What vegetables should you grow indoors? In Indoor Salad, I focused on the salad crops we eat fresh, year round – lettuce, other greens, herbs, cukes, tomatoes, and peppers. There's a lot of overlap between that list and the "dirty dozen" – the commercial vegetables most contaminated with pesticides and chemicals. EWG's 2013 Shopper's Guide to Pesticides in Produce gives the low-down on the worst, and best, vegetables to buy non-organically. It also discusses where to find GMO's at the supermarket. (Executive summary: they're everywhere except the produce aisle.)
Indoor Salad crops on the "dirty dozen":
Peppers, hot and sweet
Kale and collard greens
The Shopper's Guide suggests that you either pay extra to buy these organic, or substitute cleaner choices. Or, grow them yourself, indoors and year-round.
Kale is a great choice to grow yourself. Kale gets a lot of attention lately as a healthy superfood. But the Shopper's Guide points out that commercial kale is "commonly contaminated with pesticides exceptionally toxic to the nervous system."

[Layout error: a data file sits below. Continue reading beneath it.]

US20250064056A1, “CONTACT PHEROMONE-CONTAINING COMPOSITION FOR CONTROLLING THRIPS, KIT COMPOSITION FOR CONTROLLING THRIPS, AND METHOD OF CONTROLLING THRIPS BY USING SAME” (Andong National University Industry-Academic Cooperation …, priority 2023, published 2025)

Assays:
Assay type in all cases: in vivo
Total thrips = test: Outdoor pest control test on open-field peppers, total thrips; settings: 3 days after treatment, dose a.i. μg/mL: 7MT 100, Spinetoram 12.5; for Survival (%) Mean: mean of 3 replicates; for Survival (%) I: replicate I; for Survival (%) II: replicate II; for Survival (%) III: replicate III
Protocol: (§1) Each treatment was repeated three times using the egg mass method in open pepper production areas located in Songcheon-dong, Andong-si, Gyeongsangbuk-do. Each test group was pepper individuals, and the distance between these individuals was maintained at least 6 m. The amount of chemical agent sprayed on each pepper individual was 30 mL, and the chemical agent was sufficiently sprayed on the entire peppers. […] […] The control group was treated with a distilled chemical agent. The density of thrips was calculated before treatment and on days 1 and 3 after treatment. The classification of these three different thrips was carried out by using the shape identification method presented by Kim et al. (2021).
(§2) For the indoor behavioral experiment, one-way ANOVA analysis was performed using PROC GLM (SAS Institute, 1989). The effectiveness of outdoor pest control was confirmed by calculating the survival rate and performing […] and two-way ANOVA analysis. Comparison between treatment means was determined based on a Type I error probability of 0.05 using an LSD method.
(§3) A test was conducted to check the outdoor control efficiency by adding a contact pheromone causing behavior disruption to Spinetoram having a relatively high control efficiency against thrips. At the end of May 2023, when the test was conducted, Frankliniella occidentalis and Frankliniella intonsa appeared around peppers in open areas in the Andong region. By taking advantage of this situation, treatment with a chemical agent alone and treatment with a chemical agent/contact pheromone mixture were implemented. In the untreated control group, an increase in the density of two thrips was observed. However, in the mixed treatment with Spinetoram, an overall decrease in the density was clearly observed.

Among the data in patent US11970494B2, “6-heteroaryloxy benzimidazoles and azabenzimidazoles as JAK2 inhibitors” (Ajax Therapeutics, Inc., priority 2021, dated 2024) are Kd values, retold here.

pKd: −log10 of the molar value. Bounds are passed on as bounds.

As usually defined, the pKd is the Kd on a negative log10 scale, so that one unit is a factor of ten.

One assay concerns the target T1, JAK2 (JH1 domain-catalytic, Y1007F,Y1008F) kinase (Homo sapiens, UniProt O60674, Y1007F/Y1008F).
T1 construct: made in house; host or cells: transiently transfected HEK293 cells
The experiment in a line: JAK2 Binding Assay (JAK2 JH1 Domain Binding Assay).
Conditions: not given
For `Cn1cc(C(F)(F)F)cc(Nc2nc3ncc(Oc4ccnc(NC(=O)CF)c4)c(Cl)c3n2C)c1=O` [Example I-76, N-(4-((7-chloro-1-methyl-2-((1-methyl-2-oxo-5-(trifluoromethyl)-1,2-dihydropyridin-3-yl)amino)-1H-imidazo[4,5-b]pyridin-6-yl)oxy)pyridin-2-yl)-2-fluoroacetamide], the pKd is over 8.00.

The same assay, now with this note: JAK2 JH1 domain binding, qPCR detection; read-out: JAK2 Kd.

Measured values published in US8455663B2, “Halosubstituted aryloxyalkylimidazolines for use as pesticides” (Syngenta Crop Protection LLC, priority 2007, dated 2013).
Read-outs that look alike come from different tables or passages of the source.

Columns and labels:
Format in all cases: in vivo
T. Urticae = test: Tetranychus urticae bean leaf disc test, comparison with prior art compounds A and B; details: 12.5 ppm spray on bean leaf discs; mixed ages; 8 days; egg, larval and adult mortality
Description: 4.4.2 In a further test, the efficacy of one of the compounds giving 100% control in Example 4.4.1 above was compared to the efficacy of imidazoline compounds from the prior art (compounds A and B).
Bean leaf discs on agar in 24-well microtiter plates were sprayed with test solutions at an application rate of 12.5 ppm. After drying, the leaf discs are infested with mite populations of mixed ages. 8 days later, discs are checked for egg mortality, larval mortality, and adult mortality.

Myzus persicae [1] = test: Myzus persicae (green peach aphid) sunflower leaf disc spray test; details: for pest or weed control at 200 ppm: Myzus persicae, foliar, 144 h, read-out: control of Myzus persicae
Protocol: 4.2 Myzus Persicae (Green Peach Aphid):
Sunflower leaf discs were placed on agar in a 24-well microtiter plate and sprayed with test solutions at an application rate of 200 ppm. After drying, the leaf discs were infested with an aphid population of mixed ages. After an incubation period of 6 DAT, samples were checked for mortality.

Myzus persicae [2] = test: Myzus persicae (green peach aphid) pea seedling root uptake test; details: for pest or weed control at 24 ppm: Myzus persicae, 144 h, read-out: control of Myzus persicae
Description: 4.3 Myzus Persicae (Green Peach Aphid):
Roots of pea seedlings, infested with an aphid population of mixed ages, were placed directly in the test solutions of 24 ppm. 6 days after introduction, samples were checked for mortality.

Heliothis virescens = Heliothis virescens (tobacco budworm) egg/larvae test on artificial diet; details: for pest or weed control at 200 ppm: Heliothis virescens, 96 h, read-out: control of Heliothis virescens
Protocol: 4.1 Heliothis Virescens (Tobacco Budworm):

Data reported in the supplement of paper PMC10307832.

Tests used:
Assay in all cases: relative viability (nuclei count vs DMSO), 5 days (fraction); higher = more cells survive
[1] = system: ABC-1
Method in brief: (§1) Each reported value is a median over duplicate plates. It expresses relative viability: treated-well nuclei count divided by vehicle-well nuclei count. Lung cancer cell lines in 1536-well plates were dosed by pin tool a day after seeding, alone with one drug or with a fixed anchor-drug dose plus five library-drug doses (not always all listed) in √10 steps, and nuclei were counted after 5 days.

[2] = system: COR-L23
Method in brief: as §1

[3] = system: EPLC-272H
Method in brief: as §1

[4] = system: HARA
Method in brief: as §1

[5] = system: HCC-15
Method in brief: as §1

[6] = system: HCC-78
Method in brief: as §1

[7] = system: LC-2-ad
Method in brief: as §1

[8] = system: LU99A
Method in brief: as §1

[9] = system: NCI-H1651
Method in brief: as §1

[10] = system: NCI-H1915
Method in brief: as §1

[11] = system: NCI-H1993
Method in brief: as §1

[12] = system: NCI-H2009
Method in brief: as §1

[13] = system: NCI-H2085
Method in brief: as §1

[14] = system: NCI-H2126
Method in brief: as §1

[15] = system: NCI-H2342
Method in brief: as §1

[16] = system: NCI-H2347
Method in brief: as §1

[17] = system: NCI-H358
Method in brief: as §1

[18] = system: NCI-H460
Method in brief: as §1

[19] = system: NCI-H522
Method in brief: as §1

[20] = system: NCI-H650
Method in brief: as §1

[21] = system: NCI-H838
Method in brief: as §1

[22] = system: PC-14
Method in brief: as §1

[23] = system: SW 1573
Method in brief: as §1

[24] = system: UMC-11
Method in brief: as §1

But kale is easy to grow indoors! Kale takes only about 6 weeks to grow to normal size, less if you want to eat it baby size for salad greens. Kale grows easily in potting mix, hydroponics, or Indoor Salad lettuce splasher. (If you order a splasher, just ask for kale for your bonus seeds!)
In fact, it's easier to grow kale indoors than outdoors. There's a reason commercial growers use pesticides – the cabbage white buttefly. Or rather, the caterpillar offspring of the cabbage white butterfly. Check out my grow log testing three ways to grow kale. It's still growing outdoors now, full of holes and making caterpillars very happy.
If you're buying and eating fresh veggies for your health – especially kale – you owe it to your piggybank to grow some indoors.